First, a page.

The freedom to be a half-German university ceased with the rise of nationalist tendencies in Russia, which held homogenization more important than retaining a bi-lingual university. Between 1882 and 1898, Russification in language, appointments, etc., was imposed, with some exceptions (such as the Divinity School, which the state feared would be used by the Orthodox clergy to teach dangerous Protestant views and was thus allowed to continue in German until 1916). By 1898, when both the town and the university were renamed Yuryev, virtually all distinguished scholars from Germany had left. The University of Yuryev existed until 1918, when during part of the fall term, it was reopened, under German occupation, as Dorpat. Russian academic staff and students took refuge in Voronezh in Russia, giving rise to the foundation of Voronezh State University, which traces its own history back to the foundation of the University of Tartu and still holds several physical properties of the latter.

University of Tartu (1919–)[edit]

Since Estonia became independent in 1918, the University of Tartu has been an Estonian-language institution since 1919. The university was named Ostland-Universität in Dorpat during the German occupation of Estonia in 1941–1944 and Tartu State University (Estonian: Tartu Riiklik Ülikool) in 1940–1941 and 1944–1989, during the Soviet occupation. During Soviet rule, although Estonian remained the principal language of instruction, some courses were taught in Russian, and there were several Russian curricula. Estonia regained independence in 1991, and the full recovery of academic autonomy of the university can be dated to 1992.[citation needed] Presently there are no courses in Russian.[15]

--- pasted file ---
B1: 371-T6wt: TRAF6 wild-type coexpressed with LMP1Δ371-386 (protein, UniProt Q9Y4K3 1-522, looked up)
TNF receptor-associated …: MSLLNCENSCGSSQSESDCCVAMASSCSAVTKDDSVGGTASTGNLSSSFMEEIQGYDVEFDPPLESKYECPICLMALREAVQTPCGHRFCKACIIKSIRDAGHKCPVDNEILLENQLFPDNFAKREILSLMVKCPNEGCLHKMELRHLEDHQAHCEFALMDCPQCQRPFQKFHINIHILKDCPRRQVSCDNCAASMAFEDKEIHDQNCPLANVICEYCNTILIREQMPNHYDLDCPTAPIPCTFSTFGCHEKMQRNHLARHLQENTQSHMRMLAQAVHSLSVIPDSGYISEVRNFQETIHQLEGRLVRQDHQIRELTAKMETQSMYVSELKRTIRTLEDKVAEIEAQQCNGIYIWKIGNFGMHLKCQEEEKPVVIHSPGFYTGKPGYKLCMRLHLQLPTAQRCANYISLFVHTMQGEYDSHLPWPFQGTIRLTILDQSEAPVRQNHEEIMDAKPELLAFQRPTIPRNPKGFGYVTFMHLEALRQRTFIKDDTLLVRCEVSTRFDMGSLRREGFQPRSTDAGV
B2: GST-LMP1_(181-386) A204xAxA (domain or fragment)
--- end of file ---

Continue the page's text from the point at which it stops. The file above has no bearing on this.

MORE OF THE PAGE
The first Estonian satellite ESTCube-1 was developed mainly by the students from the University of Tartu.

The last decade has been marked by organizational and structural changes, as well as adaptations to various university models (American, Scandinavian, German) against the background of the Soviet and Baltic German past. Most recently, the university has been and is still being marked by the adaptation of the Bologna declaration in Estonia generally and Tartu specifically, leading to major changes in curricula and studies, as well as by strong organizational centralization attempts. Recent plans also include the abolition of the Chair system (an Americanization) and of the faculties, which is supposed to lead to four large divisions (Humanities, Social Sciences, Natural Sciences, and Medicine) under briefly serving deans and rector-appointed financial administrators.

Buildings[edit]

The university’s four museums, its Botanical Gardens, and sports facilities are, by and large, open to the general public. The university possesses some 150 buildings, 30 of which are outside of Tartu. 31 of its buildings decorate the city as architectural monuments. However, the current reforms include attempts to sell, or have the state co-sponsor, several of these buildings and monuments, as well as sports facilities, as they are not seen as part of the university's mission proper.